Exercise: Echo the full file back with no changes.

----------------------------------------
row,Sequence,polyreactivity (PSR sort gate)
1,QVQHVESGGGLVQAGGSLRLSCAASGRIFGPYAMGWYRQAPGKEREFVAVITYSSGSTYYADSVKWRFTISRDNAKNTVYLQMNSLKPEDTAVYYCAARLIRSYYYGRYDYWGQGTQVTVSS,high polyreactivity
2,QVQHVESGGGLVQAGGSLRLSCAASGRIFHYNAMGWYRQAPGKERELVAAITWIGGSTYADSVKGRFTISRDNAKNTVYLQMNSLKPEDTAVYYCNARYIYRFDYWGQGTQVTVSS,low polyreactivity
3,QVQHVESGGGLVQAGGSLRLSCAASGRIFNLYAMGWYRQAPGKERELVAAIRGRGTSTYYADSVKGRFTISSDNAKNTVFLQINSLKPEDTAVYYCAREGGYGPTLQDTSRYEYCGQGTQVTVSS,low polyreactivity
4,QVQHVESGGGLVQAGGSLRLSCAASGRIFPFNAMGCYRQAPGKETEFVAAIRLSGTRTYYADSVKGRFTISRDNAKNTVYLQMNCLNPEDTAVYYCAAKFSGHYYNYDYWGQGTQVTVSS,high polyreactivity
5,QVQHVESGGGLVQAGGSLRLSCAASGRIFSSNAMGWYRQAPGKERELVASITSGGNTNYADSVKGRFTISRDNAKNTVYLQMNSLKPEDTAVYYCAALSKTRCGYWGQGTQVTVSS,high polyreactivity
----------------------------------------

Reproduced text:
row,Sequence,polyreactivity (PSR sort gate)
1,QVQHVESGGGLVQAGGSLRLSCAASGRIFGPYAMGWYRQAPGKEREFVAVITYSSGSTYYADSVKWRFTISRDNAKNTVYLQMNSLKPEDTAVYYCAARLIRSYYYGRYDYWGQGTQVTVSS,high polyreactivity
2,QVQHVESGGGLVQAGGSLRLSCAASGRIFHYNAMGWYRQAPGKERELVAAITWIGGSTYADSVKGRFTISRDNAKNTVYLQMNSLKPEDTAVYYCNARYIYRFDYWGQGTQVTVSS,low polyreactivity
3,QVQHVESGGGLVQAGGSLRLSCAASGRIFNLYAMGWYRQAPGKERELVAAIRGRGTSTYYADSVKGRFTISSDNAKNTVFLQINSLKPEDTAVYYCAREGGYGPTLQDTSRYEYCGQGTQVTVSS,low polyreactivity
4,QVQHVESGGGLVQAGGSLRLSCAASGRIFPFNAMGCYRQAPGKETEFVAAIRLSGTRTYYADSVKGRFTISRDNAKNTVYLQMNCLNPEDTAVYYCAAKFSGHYYNYDYWGQGTQVTVSS,high polyreactivity
5,QVQHVESGGGLVQAGGSLRLSCAASGRIFSSNAMGWYRQAPGKERELVASITSGGNTNYADSVKGRFTISRDNAKNTVYLQMNSLKPEDTAVYYCAALSKTRCGYWGQGTQVTVSS,high polyreactivity